At its simple form, football is just a game. But it's not.
Football is a multi-layered mix of complexities, which when blended provides a range of outcomes from great pleasure through to dark suffering. Football can be cruel, it can leave you numb and for Steve McClaren, the first Englishman to manage in the Bundesliga, the latter was to be his introduction to German football.
Wolfsburg, away to Bayern Munich in the opening Bundesliga match of the new season, deserved to be more than just the goal down at half-time. 2010 World Cup Golden Boot winner Thomas Mueller, skilfully placing wide of Wolfsburg keeper Diego Benaglio after just nine minutes.
Bayern were neatly set-out in a tactical system similar to Joachim Loew's national side, 4-2-3-1.Ribery left, Mueller right, flanking front man Klose with Toni Kroos the deep-lying forward. Behind them Mark Van Bommel and Bastian Schweinsteiger.
Wolfsburg countered with five in midfield. The supposed design, Brazilian Josue to hold deep in front of a band of four, the actuality though the four sat back deep forming a five man midfield creating a large gap from striker Edin Dzeko it contributed to isolating him from the game.
Bayern dominated Wolfsburg, pressing high up the pitch. Deep-lying midfield pair van Bommel and Schweinsteiger with possession deployed Bayern attacks, without it, hounded the Wolfsburg players who had it.
The brief summary at the interval, defending Champions Bayern have got a nice easy start, it's three simple points. For new Wolfsburg manager, Steve McCLaren, the welcome was over this was work.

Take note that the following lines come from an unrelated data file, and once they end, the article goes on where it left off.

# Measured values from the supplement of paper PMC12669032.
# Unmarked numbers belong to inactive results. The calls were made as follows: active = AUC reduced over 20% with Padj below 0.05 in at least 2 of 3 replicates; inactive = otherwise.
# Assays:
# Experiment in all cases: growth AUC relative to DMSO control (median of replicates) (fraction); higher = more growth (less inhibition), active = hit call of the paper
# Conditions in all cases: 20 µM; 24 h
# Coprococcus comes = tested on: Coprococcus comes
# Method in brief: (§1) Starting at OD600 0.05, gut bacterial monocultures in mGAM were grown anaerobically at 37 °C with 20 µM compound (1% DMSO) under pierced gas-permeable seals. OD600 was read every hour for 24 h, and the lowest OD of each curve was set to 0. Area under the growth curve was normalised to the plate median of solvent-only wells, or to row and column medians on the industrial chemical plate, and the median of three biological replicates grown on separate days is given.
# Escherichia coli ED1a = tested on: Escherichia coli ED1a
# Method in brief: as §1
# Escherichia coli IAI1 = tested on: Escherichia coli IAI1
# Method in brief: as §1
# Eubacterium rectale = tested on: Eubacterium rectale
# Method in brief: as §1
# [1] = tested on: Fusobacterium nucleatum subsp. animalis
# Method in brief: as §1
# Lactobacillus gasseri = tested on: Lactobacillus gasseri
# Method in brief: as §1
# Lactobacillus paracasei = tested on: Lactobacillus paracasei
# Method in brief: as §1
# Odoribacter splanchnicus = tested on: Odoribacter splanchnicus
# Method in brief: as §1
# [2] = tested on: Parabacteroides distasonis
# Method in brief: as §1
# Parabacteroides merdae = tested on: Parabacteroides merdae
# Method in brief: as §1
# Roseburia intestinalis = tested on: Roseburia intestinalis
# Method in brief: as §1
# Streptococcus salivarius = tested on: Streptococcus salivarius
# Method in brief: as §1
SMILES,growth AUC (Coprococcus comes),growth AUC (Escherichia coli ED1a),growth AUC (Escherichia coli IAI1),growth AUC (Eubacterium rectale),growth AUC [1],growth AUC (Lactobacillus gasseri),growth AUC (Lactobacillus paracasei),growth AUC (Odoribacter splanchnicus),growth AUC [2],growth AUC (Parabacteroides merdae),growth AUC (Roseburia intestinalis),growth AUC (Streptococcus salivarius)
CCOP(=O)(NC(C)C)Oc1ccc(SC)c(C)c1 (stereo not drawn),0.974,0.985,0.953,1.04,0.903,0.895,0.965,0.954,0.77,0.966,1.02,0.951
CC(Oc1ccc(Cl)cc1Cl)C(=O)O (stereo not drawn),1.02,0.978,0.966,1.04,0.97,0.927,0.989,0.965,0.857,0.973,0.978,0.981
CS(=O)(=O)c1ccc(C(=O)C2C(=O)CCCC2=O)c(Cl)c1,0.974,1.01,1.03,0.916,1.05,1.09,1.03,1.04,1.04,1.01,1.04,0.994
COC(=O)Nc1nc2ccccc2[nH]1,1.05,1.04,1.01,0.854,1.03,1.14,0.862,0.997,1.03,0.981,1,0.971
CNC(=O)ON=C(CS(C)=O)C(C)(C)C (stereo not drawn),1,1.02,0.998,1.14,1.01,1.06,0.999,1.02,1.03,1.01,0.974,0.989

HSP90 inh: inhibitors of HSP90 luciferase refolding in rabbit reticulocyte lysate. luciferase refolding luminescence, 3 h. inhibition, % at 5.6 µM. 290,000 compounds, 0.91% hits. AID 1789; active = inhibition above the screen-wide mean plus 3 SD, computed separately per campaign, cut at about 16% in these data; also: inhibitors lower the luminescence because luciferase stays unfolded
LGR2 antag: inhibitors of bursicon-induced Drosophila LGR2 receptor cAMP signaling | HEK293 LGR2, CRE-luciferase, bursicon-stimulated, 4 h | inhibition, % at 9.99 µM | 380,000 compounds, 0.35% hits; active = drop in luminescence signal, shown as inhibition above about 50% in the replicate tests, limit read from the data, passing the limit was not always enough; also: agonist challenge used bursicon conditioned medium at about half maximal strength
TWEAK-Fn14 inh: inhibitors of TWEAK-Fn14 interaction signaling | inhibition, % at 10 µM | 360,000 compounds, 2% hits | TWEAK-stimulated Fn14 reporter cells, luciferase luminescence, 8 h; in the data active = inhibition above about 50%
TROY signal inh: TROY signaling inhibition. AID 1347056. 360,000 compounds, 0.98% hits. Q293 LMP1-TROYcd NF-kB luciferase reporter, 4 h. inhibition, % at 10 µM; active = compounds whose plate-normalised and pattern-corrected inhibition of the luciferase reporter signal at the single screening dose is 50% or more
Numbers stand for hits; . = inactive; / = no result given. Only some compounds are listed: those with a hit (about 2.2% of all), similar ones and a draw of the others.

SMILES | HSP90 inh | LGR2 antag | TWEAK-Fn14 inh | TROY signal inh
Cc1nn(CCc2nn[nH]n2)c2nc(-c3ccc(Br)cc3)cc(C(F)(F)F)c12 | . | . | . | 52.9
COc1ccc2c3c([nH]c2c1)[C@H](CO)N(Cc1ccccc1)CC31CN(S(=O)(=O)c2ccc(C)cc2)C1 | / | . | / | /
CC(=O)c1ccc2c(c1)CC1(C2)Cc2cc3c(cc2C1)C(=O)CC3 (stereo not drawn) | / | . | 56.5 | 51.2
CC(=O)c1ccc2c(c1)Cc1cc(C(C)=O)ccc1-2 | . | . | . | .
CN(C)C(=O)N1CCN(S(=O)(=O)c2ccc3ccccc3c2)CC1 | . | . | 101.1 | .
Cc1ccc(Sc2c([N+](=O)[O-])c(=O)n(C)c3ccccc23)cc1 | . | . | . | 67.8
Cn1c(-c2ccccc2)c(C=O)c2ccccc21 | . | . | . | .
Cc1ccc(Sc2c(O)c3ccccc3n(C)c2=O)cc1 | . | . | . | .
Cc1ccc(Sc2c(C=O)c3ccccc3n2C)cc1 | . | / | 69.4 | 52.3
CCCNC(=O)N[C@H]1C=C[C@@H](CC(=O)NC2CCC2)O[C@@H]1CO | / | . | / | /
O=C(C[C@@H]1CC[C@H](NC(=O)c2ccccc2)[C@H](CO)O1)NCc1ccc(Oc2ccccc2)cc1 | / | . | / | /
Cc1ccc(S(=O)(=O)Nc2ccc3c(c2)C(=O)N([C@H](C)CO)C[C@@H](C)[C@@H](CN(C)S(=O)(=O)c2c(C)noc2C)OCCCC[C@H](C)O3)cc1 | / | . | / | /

However, the half time break was a chance for McClaren to alter his teams first half philosophy and put his tactical craft to good use. Right from the start Wolfsburg had more purpose.
Dzeko was no longer isolated, Algerian Ziani, Misimovic and Mandzukic all supported in attack creating a wave of chances immediately. Within ten minutes one of the many chances materialised in to an equaliser, Misimovic sent in a corner and the lanky Dzeko responded best, glancing in an header.
Wolfsburg's shift was a challenge Bayern accepted, shortly after the leveller Bayern were rummaging around the Wolfsburg penalty box.
The game remained an even contest and on reflection Wolfsburg had contributed well enough to deserve a point, but football congers up stings.
Two minutes in to added time, Frank Ribery whipped in a swinging cross, Benaglio came but misread the flight path, in no man's land the ball sailed beyond his reach seemingly going wide, but no. Charging in, Bastian Schweinsteiger stretched out a right leg to steer in from an acute angle, leaving new boy McClaren disappointingly frustrated.
It's the Bayern way.
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